Prolonged selection in aerobic, glucose-limited chemostat cultures of Saccharomyces cerevisiae causes a partial loss of glycolytic capacity.

  title={Prolonged selection in aerobic, glucose-limited chemostat cultures of Saccharomyces cerevisiae causes a partial loss of glycolytic capacity.},
  author={Mickel Leonardus August Jansen and Jasper A. Diderich and Mlawule R. Mashego and Adham Hassane and Johannes H. de Winde and Pascale A. S. Daran-Lapujade and Jack T. Pronk},
  volume={151 Pt 5},
Prolonged cultivation of Saccharomyces cerevisiae in aerobic, glucose-limited chemostat cultures (dilution rate, 0.10 h(-1)) resulted in a progressive decrease of the residual glucose concentration (from 20 to 8 mg l(-1) after 200 generations). This increase in the affinity for glucose was accompanied by a fivefold decrease of fermentative capacity, and changes in cellular morphology. These phenotypic changes were retained when single-cell isolates from prolonged cultures were used to inoculate… 

Figures and Tables from this paper

Control of the Glycolytic Flux in Saccharomyces cerevisiae Grown at Low Temperature

To investigate how yeast maintained a constant glycolytic flux despite the kinetic challenge imposed by a lower growth temperature, a systems approach was applied that involved metabolic flux analysis, transcript analysis, enzyme activity assays, and metabolite analysis.

Dynamics of Glycolytic Regulation during Adaptation of Saccharomyces cerevisiae to Fermentative Metabolism

This multilevel regulation study qualitatively explains the increase in flux through the glycolytic enzymes upon a switch of S. cerevisiae to fermentative conditions and provides a better understanding of the roles of different regulatory mechanisms that influence the dynamics of yeast Glycolysis.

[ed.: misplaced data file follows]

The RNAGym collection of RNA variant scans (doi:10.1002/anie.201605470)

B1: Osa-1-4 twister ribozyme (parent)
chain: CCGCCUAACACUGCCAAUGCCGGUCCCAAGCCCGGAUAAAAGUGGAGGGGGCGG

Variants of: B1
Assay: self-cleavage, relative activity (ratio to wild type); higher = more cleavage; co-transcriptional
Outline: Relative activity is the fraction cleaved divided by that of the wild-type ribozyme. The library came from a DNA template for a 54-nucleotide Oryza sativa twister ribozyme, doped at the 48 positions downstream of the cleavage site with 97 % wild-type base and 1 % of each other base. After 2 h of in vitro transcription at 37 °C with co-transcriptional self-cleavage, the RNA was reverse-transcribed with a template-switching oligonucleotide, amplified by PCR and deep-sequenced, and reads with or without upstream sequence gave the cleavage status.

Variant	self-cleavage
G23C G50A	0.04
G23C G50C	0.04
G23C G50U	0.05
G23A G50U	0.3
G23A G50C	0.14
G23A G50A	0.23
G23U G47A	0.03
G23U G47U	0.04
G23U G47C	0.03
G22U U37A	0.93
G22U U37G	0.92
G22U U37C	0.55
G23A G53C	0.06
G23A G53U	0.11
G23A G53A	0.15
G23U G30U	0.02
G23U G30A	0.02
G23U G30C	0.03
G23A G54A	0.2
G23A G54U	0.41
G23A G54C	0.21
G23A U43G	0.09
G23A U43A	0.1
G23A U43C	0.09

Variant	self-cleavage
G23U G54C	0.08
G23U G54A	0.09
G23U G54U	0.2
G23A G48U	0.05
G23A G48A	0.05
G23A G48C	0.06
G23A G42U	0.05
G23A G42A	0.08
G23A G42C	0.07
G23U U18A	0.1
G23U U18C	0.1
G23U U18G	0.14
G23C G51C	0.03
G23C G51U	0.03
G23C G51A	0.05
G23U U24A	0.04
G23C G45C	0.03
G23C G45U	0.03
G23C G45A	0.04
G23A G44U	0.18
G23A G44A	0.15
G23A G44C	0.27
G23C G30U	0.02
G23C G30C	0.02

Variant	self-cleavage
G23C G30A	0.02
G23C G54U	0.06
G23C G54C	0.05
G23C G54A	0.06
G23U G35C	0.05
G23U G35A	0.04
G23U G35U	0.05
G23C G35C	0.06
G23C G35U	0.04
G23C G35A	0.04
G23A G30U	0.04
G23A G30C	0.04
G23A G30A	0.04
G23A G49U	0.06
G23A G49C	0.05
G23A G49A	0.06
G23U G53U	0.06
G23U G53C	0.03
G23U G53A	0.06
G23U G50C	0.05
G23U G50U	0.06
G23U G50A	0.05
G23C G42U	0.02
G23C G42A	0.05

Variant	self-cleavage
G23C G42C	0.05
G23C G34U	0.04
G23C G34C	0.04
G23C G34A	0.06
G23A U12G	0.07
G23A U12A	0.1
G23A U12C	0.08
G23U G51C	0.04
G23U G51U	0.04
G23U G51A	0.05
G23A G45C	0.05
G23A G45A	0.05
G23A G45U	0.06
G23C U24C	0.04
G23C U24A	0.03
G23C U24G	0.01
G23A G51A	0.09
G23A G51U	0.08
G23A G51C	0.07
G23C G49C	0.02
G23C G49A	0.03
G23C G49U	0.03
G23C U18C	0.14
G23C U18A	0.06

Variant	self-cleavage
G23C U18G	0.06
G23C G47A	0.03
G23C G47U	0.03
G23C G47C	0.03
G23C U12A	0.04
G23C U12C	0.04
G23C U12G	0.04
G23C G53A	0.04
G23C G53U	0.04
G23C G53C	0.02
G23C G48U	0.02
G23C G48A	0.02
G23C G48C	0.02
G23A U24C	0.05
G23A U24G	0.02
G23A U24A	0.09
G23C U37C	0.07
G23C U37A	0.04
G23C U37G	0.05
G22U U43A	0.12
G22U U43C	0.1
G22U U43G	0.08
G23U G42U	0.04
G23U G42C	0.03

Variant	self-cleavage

Emergence of Phenotypically Distinct Subpopulations Is a Factor in Adaptation of Recombinant Saccharomyces cerevisiae under Glucose-Limited Conditions

It is shown that three apparent phenotypes underlie the adaptive response observed at the bulk level in the chemostat, which highlights the importance of considering population heterogeneity when studying adaptation in industrial bioprocesses.

Acclimation of Saccharomyces cerevisiae to low temperature: a chemostat-based transcriptome analysis.

Comparison of the chemostat-based transcriptome data with literature data revealed large differences between transcriptional reprogramming during long-term low-temperature acclimation and the transcriptional responses to a rapid transition to low temperature.

Slow Adaptive Response of Budding Yeast Cells to Stable Conditions of Continuous Culture Can Occur without Genome Modifications

It is shown that in a population of budding yeast cells grown for over 200 generations in continuous culture in non-limiting minimal medium and therefore not subject to selection pressure, remodeling of transcriptome occurs, but not as a result of the accumulation of adaptive mutations.

Fluctuations in glucose availability prevent global proteome changes and physiological transition during prolonged chemostat cultivations of Saccharomyces cerevisiae

It is found that the transition can be completely avoided in the presence of fluctuations in glucose availability as the strains subjected to feast–famine conditions under otherwise constant culture conditions exhibited constant levels of the measured proteome for over 250 hr.

Large excess capacity of glycolytic enzymes in Saccharomyces cerevisiae under glucose-limited conditions